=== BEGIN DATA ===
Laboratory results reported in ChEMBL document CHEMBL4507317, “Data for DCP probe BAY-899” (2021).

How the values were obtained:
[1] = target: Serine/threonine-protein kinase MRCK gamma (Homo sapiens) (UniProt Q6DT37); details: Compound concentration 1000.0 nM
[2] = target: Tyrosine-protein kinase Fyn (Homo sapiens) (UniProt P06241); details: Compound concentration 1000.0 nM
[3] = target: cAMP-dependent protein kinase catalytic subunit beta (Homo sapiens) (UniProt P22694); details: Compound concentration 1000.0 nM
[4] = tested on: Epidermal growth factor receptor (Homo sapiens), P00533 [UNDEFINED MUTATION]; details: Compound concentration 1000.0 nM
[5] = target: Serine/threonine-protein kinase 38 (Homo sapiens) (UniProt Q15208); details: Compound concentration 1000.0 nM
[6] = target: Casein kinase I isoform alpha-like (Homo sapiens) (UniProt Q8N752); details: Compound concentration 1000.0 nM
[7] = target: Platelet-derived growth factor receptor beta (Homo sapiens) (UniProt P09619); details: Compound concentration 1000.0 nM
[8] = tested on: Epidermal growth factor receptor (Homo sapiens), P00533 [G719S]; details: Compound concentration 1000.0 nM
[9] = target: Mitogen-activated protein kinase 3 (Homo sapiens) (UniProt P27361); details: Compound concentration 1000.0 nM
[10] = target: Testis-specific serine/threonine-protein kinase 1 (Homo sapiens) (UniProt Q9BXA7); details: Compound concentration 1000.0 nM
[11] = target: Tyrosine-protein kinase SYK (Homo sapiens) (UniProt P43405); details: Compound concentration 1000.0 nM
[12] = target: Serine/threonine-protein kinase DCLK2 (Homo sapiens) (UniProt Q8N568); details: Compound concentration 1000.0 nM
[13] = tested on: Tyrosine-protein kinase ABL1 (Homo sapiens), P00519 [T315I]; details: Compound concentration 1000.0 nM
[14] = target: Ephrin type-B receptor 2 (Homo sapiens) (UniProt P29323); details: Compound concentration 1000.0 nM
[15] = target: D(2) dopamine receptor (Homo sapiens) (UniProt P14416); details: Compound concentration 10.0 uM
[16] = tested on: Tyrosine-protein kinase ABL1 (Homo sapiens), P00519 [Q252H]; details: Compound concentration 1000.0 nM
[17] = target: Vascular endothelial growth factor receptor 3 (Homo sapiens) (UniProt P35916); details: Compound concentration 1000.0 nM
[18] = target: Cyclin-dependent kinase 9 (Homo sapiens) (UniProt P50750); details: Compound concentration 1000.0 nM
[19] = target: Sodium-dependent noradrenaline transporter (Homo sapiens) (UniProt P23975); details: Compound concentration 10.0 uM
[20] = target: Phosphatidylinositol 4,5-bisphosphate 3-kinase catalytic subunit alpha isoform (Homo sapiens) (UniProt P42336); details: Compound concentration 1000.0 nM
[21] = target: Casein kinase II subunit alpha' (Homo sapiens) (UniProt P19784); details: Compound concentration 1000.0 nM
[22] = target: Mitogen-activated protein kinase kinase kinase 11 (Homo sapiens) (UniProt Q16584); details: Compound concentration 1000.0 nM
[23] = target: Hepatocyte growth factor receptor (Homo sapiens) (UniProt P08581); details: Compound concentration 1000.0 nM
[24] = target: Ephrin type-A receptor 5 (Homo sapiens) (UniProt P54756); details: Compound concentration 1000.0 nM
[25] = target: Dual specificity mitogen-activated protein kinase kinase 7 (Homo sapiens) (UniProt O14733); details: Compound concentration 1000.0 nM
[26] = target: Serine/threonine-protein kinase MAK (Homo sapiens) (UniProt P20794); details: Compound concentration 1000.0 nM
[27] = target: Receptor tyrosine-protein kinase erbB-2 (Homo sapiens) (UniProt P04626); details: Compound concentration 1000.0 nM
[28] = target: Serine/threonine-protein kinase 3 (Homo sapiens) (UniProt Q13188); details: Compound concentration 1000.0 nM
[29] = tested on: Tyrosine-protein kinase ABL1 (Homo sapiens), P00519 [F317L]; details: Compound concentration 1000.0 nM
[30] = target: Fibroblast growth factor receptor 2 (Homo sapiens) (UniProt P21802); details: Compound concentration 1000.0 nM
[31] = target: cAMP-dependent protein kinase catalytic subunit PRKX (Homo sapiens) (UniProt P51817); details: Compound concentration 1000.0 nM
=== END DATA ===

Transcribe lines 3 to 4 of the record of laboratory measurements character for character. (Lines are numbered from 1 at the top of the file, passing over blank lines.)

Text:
[1] = target: Serine/threonine-protein kinase MRCK gamma (Homo sapiens) (UniProt Q6DT37); details: Compound concentration 1000.0 nM
[2] = target: Tyrosine-protein kinase Fyn (Homo sapiens) (UniProt P06241); details: Compound concentration 1000.0 nM